The world's largest iceberg has calved from Antarctica over the past few days, a giant floating piece of ice close to 80 times the size of Manhattan.
The iceberg broke off the western side of the Ronne Ice Shelf in Antarctica's Weddell Sea, the European Space Agency (ESA) said Wednesday.
The iceberg is shaped like a giant ironing board, measuring around 170 kilometers (105 miles) in length and 25 kilometers (15.5 miles) in width. That makes it slightly larger than the Spanish island of Majorca, ESA said.
Iceberg calving is part of the natural cycle, with huge chunks of ice breaking off the ice shelf at regular intervals. Scientists aren't attributing this particular break-off to climate change, and instead believe it's part of the natural cycle of iceberg calving in the region.
Once it melts, the new iceberg will not lead to a sea level rise, because it was part of a floating ice shelf -- just like a melting ice cube doesn't increase the level of the drink in your glass.
That makes icebergs like this different from glaciers or ice sheets, which are found on land, and which do raise global sea levels when they break off into the ocean and melt. If Antarctica's entire ice sheet were to melt, it could raise sea levels by nearly 190 feet.
ESA said the iceberg was first spotted by Keith Makinson, a polar oceanographer with the British Antarctic Survey last week and confirmed from the US National Ice Center using ESA's Copernicus Sentinel-1 imagery.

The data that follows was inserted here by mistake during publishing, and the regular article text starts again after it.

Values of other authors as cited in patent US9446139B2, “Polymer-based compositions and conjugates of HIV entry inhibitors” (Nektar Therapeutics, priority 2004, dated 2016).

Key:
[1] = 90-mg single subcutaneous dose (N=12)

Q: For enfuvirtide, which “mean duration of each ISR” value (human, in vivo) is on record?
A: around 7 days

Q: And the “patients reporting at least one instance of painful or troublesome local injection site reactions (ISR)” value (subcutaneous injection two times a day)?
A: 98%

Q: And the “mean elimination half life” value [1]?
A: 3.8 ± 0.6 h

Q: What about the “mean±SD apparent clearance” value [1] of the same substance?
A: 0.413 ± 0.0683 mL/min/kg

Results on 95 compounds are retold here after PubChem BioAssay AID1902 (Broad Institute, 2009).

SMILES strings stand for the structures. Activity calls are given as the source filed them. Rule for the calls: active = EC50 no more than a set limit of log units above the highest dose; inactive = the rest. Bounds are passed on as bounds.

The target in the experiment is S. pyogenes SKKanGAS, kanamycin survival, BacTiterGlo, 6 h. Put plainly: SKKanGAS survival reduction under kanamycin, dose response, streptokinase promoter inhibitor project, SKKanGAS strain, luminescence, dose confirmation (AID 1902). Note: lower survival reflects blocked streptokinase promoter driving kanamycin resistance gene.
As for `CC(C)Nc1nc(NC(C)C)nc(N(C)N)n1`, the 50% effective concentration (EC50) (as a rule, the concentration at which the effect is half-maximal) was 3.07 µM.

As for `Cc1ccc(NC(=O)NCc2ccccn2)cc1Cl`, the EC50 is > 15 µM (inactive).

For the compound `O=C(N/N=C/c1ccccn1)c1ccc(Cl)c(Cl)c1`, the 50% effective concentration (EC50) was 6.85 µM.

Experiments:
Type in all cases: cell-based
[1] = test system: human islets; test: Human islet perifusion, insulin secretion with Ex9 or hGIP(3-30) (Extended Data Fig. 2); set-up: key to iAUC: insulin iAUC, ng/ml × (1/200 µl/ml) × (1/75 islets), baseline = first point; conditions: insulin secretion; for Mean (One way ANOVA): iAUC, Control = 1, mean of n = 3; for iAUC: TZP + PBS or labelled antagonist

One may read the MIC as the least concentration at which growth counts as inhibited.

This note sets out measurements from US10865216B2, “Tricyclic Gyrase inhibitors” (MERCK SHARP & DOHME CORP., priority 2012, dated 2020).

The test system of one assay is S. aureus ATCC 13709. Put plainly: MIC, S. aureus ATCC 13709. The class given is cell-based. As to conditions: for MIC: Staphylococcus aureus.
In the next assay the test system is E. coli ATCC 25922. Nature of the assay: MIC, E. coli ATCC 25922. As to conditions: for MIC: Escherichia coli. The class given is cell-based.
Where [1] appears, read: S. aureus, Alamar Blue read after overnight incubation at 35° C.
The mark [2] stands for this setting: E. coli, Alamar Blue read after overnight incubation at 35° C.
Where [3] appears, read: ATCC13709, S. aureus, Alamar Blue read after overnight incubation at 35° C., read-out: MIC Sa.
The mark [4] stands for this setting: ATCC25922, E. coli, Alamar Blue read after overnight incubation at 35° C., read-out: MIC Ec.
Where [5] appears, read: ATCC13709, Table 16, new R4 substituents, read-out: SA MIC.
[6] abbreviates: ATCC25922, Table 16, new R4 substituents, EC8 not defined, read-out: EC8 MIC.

The huge chunk of ice is now officially known as the A-76. The name might sound a bit boring for the world's largest iceberg, but it is based on science. ESA said icebergs are traditionally named from the Antarctic quadrant in which they were originally sighted, then a sequential number, then, if the iceberg breaks, a sequential letter.
An iceberg bigger than Majorca that calved off an Antarctic ice shelf has been spotted by satellites, and declared the world’s largest iceberg.
The finger-shaped iceberg, which is about 4320 square kilometres in size, isn’t thought to have been caused by anthropogenic climate change.
Named A-76, the iceberg broke off the Ronne ice shelf into the Weddell Sea in recent days, according to the European Space Agency. The area has been spared an influx of warm ocean water affecting other parts of western Antarctica, which is threatening to release huge glaciers such as one called Thwaites.
“It’s not an area that is undergoing any significant change because of global heating. The main message is it’s part of a natural cycle,” says Alex Brisbourne, a glaciologist at the British Antarctic Survey.
The tabular-shape of A-76 is typical of icebergs, and the horizontal lines on it are a sign of the stresses that caused it to break from the ice sheet, says Brisbourne. The part of the ice sheet that it calved from was floating, so the iceberg shouldn’t have any impact on sea level rise.
While A-76 is the largest iceberg in the world at the moment, it wouldn’t make the pantheon of the 10 biggest icebergs in history.
“In the grand context of things this is not humungous. Of course it’s an evolution in the ice shelf,” says Mark Drinkwater of the European Space Agency.
Drinkwater says that the Ronne ice shelf is in a fairly “steady state” where it expands after losing iceberg like this. One of its biggest calving events was in 1986, with icebergs totalling 11,000 square kilometres breaking off, followed by smaller ones in 1998, 2000 and 2015.
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